Step 4: Cutting the Puzzle
There are a few things to pay attention to when cutting the puzzle. Pick the side with the most detail and start working there working slowly across the puzzle making cuts that try to remove single pieces or don't remove any at all. I try to make sure that I don't remove two connected pieces from the blank because things get rather hairy when you try and cut an interlock between just two pieces on the jigsaw.
Remember what you learned from practicing earlier and go ahead and cut the puzzle out.
It's best if you dont mark them and just cut freehand.
Make sure none of the pieces are supported by impossibly slender pieces of wood.
Make sure that the puzzle has at least a few functional interlocks so that it won't fall apart if pushed around
Try to keep the grain (the size of pieces and frequency of interlocks) even throughout the puzzle. Although there are a few exceptions to this rule, try to make sure it isn't clear which side you started cutting on, just by looking at how the piece size and the number of interlocks begins to dwindle as you get tired. This should be fun, if you are getting tired go take a break and come back when you want to.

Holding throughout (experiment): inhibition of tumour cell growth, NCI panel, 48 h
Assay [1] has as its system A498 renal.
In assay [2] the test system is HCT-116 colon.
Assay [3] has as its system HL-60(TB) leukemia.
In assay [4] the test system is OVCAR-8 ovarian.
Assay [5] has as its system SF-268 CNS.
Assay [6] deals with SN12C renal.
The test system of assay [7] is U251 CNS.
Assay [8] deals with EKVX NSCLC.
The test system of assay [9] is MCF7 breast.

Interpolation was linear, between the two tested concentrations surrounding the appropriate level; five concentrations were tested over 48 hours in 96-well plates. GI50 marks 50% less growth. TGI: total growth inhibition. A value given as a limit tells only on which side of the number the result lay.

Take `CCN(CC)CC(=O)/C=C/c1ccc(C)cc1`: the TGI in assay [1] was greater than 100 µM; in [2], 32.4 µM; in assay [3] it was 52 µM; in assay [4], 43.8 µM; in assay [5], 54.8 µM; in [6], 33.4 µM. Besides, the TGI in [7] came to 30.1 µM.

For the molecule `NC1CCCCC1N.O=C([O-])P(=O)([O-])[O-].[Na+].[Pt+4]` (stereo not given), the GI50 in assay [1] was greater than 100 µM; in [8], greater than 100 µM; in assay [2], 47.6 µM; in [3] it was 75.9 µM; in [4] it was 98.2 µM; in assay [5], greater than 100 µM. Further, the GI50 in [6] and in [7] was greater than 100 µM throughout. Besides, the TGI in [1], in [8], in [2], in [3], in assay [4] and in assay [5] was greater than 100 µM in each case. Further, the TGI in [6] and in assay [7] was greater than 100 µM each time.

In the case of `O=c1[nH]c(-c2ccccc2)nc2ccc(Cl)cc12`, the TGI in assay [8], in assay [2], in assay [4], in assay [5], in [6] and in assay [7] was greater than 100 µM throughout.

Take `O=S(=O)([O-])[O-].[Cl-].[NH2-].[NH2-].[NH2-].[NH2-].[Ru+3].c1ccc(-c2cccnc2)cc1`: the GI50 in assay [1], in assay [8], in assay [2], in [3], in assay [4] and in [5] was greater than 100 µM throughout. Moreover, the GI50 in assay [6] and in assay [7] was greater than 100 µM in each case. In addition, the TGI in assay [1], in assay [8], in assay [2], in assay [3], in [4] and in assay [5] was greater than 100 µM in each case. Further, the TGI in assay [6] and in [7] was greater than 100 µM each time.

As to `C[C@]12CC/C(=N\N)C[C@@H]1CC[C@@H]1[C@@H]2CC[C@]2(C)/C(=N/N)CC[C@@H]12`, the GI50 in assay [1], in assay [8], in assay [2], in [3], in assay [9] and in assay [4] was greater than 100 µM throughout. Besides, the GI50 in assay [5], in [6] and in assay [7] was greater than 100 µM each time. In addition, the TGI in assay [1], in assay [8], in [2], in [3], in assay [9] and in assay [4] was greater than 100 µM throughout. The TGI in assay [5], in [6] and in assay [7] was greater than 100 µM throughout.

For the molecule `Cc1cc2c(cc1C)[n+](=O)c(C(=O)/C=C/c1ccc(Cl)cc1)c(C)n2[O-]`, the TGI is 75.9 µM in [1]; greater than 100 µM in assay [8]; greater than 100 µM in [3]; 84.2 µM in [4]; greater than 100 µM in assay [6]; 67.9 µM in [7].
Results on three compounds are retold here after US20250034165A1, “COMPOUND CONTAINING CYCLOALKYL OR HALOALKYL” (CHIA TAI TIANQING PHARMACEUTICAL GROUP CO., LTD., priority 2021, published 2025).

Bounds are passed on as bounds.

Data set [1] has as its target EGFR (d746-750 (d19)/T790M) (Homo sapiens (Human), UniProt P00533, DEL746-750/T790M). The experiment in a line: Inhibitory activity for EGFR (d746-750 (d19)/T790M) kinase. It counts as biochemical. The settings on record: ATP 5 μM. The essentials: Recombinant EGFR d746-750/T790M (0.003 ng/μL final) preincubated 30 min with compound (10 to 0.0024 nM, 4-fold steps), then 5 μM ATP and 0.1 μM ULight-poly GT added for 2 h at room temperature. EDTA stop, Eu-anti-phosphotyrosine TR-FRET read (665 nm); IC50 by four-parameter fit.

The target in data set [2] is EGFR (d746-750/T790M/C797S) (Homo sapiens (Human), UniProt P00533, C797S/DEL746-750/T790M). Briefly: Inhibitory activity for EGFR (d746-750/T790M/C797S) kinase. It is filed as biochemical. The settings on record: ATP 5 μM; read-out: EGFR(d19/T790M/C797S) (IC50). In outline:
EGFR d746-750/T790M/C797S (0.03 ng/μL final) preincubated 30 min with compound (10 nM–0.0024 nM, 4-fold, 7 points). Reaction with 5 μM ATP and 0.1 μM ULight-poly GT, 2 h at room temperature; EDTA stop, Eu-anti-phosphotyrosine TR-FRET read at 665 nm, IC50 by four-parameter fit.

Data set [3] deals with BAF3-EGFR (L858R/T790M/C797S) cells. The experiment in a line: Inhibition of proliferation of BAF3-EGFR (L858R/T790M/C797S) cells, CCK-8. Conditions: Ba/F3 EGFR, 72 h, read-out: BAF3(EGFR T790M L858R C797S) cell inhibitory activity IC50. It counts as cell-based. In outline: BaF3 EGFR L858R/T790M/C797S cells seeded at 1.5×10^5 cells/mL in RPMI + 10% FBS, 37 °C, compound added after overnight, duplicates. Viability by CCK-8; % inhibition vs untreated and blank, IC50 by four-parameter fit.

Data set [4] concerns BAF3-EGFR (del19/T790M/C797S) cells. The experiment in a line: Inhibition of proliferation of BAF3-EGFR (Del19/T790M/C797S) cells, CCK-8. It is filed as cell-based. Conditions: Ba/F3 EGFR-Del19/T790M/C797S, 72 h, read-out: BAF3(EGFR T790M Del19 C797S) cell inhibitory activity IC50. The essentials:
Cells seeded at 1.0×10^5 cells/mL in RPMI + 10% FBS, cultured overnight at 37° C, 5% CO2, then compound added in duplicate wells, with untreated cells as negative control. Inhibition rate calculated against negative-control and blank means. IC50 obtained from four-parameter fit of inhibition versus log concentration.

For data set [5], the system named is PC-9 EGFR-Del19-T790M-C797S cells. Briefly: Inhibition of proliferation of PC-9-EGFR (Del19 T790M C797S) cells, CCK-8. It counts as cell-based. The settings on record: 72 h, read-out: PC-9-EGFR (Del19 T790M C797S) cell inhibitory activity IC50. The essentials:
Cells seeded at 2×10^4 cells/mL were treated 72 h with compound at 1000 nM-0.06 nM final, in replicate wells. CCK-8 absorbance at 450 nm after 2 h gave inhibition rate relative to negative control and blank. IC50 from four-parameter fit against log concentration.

Unlike most of the cardboard puzzles, methodically stamped by an unseeing machine, your puzzle will be cut while you can see the patterns and the edges in the picture you are making into a puzzle. Go wild, cut along the edges of interesting features, while doing this you could but dont have to add an occasional interlock. If your puzzle will have some relatively large solid color areas, dont cut normal boring pieces in there, make shapes like circles, squares, stars or hearts.
Once you are done cutting you are done, sit back and enjoy putting it together, or letting someone else put it together.